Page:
The "How to Write Good Grants" Group then presented their questions and their answers, and we discussed grant writing. Their questions were as follows:

What is the passive voice, and what affect does it have on readability?
How many people use the passive voice when writing science?
What are some key points to consider when writing grants?
How can you make writing papers enjoyable for others to read without compromising content? 

I told them how the readability scores were generated, which essentially gives you a harder grade if you have more syllables per word and more words per sentence (with variation between metrics).  I asked the group whether any of the things we just talked about were included in their readability score, and whether scoring harder grade numbers or lower readability was a bad thing. I asked this because it was something my advisors had cautioned about early on, and something that I'd heard in a lot of poster workshops or writing workshops: if you are genuinely so good at communicating your research that anyone feels they could have done that research, it can make your research seem less sexy. This is stupid, but anecdotally it's something I think is probably true. There's always a good balance to be had, but sometimes sacrificing clear communication for a little purposeful obfuscation must have a pay-off... and I know off hand of a dozen or so papers who must have been boosted by this fact or I don't know how they would have gotten published.  


Part 3: Gender Guesser
We moved on, took the same text and entered it into the Gender Guesser. The guesser requires 300 words of text; we analyzed ours together and compared results. One of our students asked me why I was so excited to constantly come out male, and I told him to STOP FUCKING JUMPING AHEAD JESUS CHRIST WHY IS EVERYONE IN HERE SO SMART AND IMPATIENT.

Anyway. Once everyone had determined that our research writing by and large came out as "Strong Male" but that letters to our mothers came out as European Males or possibly even female, we moved on to questions about the role that gender plays in grant writing, specifically:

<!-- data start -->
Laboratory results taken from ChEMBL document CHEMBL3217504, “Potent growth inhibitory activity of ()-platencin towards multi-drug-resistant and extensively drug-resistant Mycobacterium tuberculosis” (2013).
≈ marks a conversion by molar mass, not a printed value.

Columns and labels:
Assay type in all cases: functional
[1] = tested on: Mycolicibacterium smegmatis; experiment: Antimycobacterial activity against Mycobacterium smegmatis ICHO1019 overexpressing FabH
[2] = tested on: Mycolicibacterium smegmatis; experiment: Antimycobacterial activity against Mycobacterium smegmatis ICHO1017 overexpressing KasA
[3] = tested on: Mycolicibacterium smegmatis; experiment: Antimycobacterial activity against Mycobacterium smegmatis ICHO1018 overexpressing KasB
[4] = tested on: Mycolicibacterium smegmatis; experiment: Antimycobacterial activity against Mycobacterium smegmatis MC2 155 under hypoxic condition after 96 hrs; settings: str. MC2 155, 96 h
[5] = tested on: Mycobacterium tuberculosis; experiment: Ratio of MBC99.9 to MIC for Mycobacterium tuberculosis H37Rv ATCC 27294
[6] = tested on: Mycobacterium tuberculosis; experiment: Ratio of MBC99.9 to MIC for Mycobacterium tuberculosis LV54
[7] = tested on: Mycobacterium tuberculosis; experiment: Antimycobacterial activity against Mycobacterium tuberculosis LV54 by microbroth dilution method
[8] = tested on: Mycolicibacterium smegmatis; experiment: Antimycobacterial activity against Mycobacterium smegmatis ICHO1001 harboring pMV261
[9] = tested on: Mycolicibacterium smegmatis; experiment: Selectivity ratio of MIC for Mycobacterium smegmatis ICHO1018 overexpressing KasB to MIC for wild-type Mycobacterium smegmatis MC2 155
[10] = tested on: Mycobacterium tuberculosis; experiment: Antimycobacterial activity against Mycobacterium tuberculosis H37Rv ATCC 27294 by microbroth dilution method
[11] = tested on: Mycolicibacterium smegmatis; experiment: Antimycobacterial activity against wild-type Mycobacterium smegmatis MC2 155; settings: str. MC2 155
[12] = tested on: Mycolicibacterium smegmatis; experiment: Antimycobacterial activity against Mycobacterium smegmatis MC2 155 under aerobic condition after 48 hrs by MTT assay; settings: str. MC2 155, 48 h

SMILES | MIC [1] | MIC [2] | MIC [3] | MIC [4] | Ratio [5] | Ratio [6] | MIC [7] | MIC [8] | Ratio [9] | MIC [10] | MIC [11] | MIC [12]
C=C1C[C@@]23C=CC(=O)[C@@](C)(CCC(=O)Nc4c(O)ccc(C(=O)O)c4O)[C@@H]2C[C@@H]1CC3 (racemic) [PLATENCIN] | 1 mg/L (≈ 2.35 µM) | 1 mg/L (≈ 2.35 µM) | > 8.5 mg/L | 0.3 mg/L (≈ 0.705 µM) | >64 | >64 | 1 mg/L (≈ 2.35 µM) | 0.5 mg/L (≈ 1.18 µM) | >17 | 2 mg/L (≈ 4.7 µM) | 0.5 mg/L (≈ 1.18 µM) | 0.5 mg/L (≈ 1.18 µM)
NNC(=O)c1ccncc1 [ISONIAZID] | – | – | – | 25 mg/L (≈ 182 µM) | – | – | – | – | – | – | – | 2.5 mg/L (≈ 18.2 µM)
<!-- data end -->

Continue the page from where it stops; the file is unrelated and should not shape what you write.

How do men and women write differently? What are some of the common traits?

Tell us a little bit about lady funding rates. Are they… good?? HAHAHAHA NOPE

I then revealed why I was so exuberant to have scored strongly male on my research, and weakly male on this blog: I have this horrible, sinking, feeling that even without my name it's possible that a person could intuit I was a woman from my writing and use that to (consciously or unconsciously) discriminate against me. I also asked the group to discuss some ideas about the gender guesser, like whether or not  "male" on the gender guesser actually means you write better, or potentially write things in the same style as the people who are reading your grant (as many top scientists are men). Is this a bad thing? Does it mean you're writing science for the current audience who is reading science? 

 

Part 4: Confidence and Imposter Syndrome

Once we wrapped up that discussion, and honestly I think we could have gone on there for a while, I moved into the factors that might prevent you from applying from these grants, let alone actually receiving... confidence. I asked the confidence group to present their questions and responses:
What is the confidence gap? How do you think that affects grant writing?

What is imposter syndrome? What are some ways of combating it?


How does stereotype threat affect women’s participation in science?

This led pretty naturally into my none-too-unexpected-reveal, that I had in fact chosen all these papers because I felt this was a problem in our lab. And it is a problem in our lab, and it is probably a problem in your lab too: imposter syndrome is rampant in the scientific community.

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 Conclusions and Reflections
I am not Captain Subtle, as you may have noticed from our blog's obsession with genitalia. I targeted my paper assignments pretty closely, and I did not fail to make that clear from the get-go. This wasn't so much a subtle "Let's be better at grant writing and um some people here (COUGH COUGH LADIES) might want to be a bit more confident" as it was a "AND YOU HAVE IMPOSTER SYNDROME," and "YOU NEED TO BE MORE CONFIDENT IN YOUR MATH ABILITIES" sort of fiasco. Fortunately, nobody took it personally.

More and more excellent research on minority and female participation in science (and why it is so lacking!) comes out every day. Sharing this research with our lab group was helpful for our students, but will also be helpful for me; now when I hear our lab group talking in a way that reeks of passivity and low confidence I can just spin around, point aggressively and yell "IMPOSTER SYNDROME!!!!" then stalk off.
Like the Oprah of recognizing your internalized oppression!

It really cuts down on time spent having to explain myself!

But seriously. Talk to your kids/coworkers/labmates/professors/therapist about Imposter Syndrome. Know the signs so you can identify it in yourself.  Constant feelings of inadequacy can drive people to work impossibly hard and burn out. Talking about Imposter Syndrome may not fix that problem, but it is certainly a good place to start.

Maybe if we all start acknowledging that all of us have it, we'll eventually be able to eradicate it.